Delhi air pollution
Delhi air pollutionReuters

Owners of older diesel-run cars in Delhi came in for a jolt on Monday, when Lieutenant-Governor (L-G) Najeeb Jung ordered that a slew of measures be implemented immediately to combat smog there. Primary among these measures is the de-registration of 15-year-old diesel-run vehicles, on the rationale that diesel as a fuel is a major pollutant. 

Delhi has been under a thick blanket of smog — a portmanteau word that denotes the presence of both smoke and fog, or essentially a mix of fog and polluting particulate matter suspended in the air — for a week now, and sales of air purifiers and anti-pollution masks are going through the roof.

Delhi Chief Minister Arvind Kejriwal had on Sunday announced a number of steps his government would take in order to bring down pollution and ensure that people are not affected by it. These included the halting of all construction and demolition and as well as ban on use of diesel-powered generators, except in emergency facilities, for a fixed period. He had also ordered the closure of the Badarpur Thermal Power Station for 10 days.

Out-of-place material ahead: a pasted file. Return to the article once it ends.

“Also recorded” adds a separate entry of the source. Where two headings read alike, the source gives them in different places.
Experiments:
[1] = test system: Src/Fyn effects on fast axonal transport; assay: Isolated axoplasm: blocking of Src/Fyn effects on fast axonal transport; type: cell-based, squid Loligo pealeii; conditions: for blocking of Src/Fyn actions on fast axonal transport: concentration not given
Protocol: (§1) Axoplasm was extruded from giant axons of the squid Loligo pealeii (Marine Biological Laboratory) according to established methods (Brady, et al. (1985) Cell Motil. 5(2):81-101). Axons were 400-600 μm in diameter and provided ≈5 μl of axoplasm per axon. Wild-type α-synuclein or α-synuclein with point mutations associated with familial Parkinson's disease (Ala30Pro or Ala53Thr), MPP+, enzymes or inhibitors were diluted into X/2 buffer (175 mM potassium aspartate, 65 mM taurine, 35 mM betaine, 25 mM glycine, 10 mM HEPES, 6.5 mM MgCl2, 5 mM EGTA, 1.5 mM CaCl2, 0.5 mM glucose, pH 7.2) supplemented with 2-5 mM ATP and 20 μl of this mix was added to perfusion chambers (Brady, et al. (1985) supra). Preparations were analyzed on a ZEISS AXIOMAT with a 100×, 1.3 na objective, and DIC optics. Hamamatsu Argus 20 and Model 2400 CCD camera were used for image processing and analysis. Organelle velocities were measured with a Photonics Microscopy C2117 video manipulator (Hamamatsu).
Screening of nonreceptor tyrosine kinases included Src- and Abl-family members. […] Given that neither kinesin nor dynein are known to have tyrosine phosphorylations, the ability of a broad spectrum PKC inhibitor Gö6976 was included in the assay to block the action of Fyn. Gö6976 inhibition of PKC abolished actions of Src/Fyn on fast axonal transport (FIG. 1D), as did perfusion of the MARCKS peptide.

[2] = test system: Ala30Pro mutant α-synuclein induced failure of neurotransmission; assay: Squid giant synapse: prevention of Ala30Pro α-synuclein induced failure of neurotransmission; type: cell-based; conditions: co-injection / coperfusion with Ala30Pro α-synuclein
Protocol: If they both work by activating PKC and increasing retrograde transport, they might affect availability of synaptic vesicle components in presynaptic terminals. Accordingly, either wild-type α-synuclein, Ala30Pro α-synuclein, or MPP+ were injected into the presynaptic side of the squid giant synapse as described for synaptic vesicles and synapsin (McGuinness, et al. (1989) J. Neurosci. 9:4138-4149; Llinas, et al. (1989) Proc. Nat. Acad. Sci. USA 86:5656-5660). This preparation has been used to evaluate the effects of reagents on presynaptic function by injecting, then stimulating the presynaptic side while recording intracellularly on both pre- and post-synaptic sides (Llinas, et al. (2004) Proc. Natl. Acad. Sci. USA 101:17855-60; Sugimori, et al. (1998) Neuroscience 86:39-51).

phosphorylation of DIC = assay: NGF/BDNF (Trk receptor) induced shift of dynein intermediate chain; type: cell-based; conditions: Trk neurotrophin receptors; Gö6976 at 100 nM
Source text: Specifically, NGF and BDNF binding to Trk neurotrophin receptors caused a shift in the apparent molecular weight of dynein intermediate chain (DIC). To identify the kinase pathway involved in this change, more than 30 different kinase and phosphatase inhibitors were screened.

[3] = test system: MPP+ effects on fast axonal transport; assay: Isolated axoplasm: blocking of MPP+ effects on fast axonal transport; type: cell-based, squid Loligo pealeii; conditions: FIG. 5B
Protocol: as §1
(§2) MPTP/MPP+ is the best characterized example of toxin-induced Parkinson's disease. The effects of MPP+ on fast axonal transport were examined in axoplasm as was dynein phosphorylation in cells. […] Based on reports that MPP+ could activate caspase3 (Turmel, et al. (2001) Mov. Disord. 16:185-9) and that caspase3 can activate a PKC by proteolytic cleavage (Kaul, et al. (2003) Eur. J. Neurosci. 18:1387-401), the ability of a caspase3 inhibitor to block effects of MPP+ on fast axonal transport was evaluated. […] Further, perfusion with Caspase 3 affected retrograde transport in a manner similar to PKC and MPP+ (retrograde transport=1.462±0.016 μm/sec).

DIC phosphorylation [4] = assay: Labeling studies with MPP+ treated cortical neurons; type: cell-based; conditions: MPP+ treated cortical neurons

Now, Jung has ordered the Delhi Police and the municipal corporations to implement from Monday itself an action plan that includes the deregistration of older diesel-powered vehicles. The Municipal Corporation of Delhi has also been asked to take all measures to control the blaze at the Bhalaswa landfill. The blaze is also believed to be a major contributor to the smog. 

Other such measures outlined in the action plan include the complete ban on construction and demolition from Monday to November 14. There will also be a ban on the entry of trucks that are overloaded or passing through. Industries in Delhi that lead to pollution are also expected to face shutdown in light of the heavy smog cover there.